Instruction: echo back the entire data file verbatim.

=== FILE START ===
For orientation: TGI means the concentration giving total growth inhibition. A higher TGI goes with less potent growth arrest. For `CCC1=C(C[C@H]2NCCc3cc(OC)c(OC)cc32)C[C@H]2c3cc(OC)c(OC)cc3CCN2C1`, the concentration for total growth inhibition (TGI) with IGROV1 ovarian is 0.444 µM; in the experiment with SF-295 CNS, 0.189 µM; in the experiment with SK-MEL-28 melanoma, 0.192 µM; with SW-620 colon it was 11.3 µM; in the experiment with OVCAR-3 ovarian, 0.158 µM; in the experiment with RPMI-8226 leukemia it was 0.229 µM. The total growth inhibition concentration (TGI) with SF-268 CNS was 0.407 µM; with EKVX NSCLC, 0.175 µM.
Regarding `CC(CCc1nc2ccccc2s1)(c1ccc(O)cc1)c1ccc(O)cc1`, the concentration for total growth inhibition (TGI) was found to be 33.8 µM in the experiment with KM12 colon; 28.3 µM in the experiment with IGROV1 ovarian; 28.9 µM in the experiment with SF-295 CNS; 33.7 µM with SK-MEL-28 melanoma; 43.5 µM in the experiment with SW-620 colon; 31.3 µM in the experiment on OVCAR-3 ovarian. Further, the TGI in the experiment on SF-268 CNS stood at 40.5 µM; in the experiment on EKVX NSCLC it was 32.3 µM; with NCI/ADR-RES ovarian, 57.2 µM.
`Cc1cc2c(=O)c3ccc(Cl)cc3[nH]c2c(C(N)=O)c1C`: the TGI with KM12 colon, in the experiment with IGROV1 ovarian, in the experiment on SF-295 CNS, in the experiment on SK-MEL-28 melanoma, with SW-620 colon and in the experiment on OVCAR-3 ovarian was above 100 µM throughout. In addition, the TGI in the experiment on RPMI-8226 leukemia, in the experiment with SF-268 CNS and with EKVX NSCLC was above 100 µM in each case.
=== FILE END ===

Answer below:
For orientation: TGI means the concentration giving total growth inhibition. A higher TGI goes with less potent growth arrest. For `CCC1=C(C[C@H]2NCCc3cc(OC)c(OC)cc32)C[C@H]2c3cc(OC)c(OC)cc3CCN2C1`, the concentration for total growth inhibition (TGI) with IGROV1 ovarian is 0.444 µM; in the experiment with SF-295 CNS, 0.189 µM; in the experiment with SK-MEL-28 melanoma, 0.192 µM; with SW-620 colon it was 11.3 µM; in the experiment with OVCAR-3 ovarian, 0.158 µM; in the experiment with RPMI-8226 leukemia it was 0.229 µM. The total growth inhibition concentration (TGI) with SF-268 CNS was 0.407 µM; with EKVX NSCLC, 0.175 µM.
Regarding `CC(CCc1nc2ccccc2s1)(c1ccc(O)cc1)c1ccc(O)cc1`, the concentration for total growth inhibition (TGI) was found to be 33.8 µM in the experiment with KM12 colon; 28.3 µM in the experiment with IGROV1 ovarian; 28.9 µM in the experiment with SF-295 CNS; 33.7 µM with SK-MEL-28 melanoma; 43.5 µM in the experiment with SW-620 colon; 31.3 µM in the experiment on OVCAR-3 ovarian. Further, the TGI in the experiment on SF-268 CNS stood at 40.5 µM; in the experiment on EKVX NSCLC it was 32.3 µM; with NCI/ADR-RES ovarian, 57.2 µM.
`Cc1cc2c(=O)c3ccc(Cl)cc3[nH]c2c(C(N)=O)c1C`: the TGI with KM12 colon, in the experiment with IGROV1 ovarian, in the experiment on SF-295 CNS, in the experiment on SK-MEL-28 melanoma, with SW-620 colon and in the experiment on OVCAR-3 ovarian was above 100 µM throughout. In addition, the TGI in the experiment on RPMI-8226 leukemia, in the experiment with SF-268 CNS and with EKVX NSCLC was above 100 µM in each case.